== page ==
WARSAW — Representatives of Solidarity and the United Peasants' Party, the Communists' most important partner, met Thursday to explore the possibility of a Peasants-Solidarity alliance that could threaten the Communists' ability to form a government.
The meeting followed a suggestion by Solidarity leader Lech Walesa that two parties allied with the Communists--the Peasants and the Democratic Party--form a coalition that would place the Communist Party, in power for 45 years, in the opposition in Parliament.
But although both parties have welcomed talks "to clear up positions" with Solidarity, neither has unequivocally embraced the idea of such a coalition.
The hesitancy to change allegiance reflects a division in the leadership of the minority parties but is also a tool to pressure the new premier, Gen. Czeslaw Kiszczak, into giving a larger share of Cabinet appointments to the Peasants and the Democrats.
Kiszczak, who was elected premier Aug. 2, is expected to present his Cabinet appointments for parliamentary approval on Aug. 23 or 24.
The Peasants' Party has been pressing Kiszczak for the Cabinet posts of deputy premier and four others, plus increased representation throughout the government. The party's leader, Roman Malinowski, complained Wednesday that, so far, only two of the party's members had been suggested for Cabinet posts.
The Peasants mounted a short-lived rebellion last week over Kiszczak's election, and the party's firebrand parliamentary floor leader, Aleksander Bentkowski, predicted that the overwhelming majority of the party's 76 members would vote against Kiszczak. But the Communist leadership held an emergency closed-door meeting with Peasants and Democratic members of Parliament and, in the end, both delegations held to the party line. Kiszczak won by a vote of 237 to 173.
Bentkowski met with Kiszczak on Thursday afternoon. The Solidarity newspaper, Gazeta Wyborca, said the meeting was arranged so that Bentkowski could tell Kiszczak that most of the Peasants delegation would vote against Kiszczak's appointments. However, it was also possible that they discussed Peasants' Party appointments in the Kiszczak government.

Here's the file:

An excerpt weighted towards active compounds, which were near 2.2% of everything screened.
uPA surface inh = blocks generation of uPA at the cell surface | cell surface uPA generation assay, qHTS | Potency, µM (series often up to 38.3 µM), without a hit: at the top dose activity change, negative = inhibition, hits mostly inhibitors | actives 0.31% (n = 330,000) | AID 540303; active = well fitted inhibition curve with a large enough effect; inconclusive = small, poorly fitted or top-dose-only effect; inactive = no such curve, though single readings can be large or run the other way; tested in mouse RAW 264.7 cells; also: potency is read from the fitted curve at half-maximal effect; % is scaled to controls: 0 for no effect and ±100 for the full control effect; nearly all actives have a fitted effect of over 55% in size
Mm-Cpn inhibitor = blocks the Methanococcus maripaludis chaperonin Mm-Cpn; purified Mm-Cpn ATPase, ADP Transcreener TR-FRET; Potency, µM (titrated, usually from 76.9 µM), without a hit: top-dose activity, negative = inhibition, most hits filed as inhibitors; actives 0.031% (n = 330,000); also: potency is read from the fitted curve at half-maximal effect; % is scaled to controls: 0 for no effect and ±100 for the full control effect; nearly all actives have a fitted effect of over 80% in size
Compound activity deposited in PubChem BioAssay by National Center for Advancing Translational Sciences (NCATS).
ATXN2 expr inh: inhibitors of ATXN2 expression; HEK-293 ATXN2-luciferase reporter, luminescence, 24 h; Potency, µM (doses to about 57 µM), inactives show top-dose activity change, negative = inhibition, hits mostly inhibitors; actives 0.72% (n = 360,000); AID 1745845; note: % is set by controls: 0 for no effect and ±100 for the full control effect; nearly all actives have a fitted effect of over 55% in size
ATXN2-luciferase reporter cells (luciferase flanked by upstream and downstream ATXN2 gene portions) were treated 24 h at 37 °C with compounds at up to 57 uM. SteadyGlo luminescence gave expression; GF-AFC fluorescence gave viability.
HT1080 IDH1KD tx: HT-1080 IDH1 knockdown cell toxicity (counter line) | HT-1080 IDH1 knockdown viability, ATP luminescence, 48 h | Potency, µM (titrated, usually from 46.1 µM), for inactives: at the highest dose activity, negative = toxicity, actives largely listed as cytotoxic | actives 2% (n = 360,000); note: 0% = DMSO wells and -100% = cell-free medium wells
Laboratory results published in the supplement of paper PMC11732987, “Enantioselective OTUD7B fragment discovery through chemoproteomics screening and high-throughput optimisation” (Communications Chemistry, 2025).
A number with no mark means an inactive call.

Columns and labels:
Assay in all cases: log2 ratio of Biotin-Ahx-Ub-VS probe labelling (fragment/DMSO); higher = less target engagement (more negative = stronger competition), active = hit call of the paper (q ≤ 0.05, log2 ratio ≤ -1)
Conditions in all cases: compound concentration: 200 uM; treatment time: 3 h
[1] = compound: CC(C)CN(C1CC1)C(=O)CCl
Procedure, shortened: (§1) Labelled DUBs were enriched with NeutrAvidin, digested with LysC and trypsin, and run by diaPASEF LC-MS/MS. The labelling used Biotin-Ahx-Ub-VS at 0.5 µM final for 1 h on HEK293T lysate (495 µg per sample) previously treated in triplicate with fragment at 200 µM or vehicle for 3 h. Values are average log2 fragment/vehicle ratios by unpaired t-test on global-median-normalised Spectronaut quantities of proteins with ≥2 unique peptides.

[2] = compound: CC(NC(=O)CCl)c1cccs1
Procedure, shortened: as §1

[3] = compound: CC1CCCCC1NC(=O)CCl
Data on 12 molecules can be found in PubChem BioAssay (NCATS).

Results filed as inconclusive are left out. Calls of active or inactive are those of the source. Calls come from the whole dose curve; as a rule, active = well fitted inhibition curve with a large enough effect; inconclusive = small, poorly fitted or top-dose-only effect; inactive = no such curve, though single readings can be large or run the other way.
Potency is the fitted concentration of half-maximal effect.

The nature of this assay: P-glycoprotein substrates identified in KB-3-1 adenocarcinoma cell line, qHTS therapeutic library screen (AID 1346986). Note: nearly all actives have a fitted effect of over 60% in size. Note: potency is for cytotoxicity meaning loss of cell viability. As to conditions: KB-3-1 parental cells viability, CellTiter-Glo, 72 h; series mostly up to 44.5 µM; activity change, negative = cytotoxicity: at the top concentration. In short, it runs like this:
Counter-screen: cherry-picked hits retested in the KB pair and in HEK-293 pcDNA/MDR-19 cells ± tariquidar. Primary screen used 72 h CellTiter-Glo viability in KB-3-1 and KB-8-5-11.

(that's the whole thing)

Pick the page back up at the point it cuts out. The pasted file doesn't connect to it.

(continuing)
Met With Solidarity
A small group of Peasants' Party lawmakers met privately Thursday with Solidarity caucus leaders in what both sides described as "an exchange of views."
"We're at the beginning of the beginning," said Solidarity Sen. Jaroslaw Kaczynski, who said he was attending the meeting as Walesa's representative.
Solidarity's parliamentary leader and foremost strategist, Bronislaw Geremek, was attending a three-day conference in Italy, and it was not likely that any major moves would be made by Solidarity in his absence.
There are still strong reservations within the Solidarity leadership over the wisdom of forming a government, meanwhile. At a Solidarity caucus Wednesday, Deputy Ryszard Bugaj acknowledged that Solidarity was "deeply divided" on the question of forming a government.
And despite Bentkowski's insistence that Walesa's proposal represents "the most important decision the (Peasants' Party) has had to face in 40 years," his nominal superior, Malinowski, has reacted more calmly toward the proposal.
The Democratic Party, whose 27 votes could give a comfortable margin to a Solidarity-Peasants coalition, appeared to be taking a similarly cautious approach. The party's leadership, while welcoming a meeting with Solidarity, said in a statement that any debate on a new government "must take into account . . . the political and legal fact that (Parliament) has elected a premier who was assigned the mission of forming a government."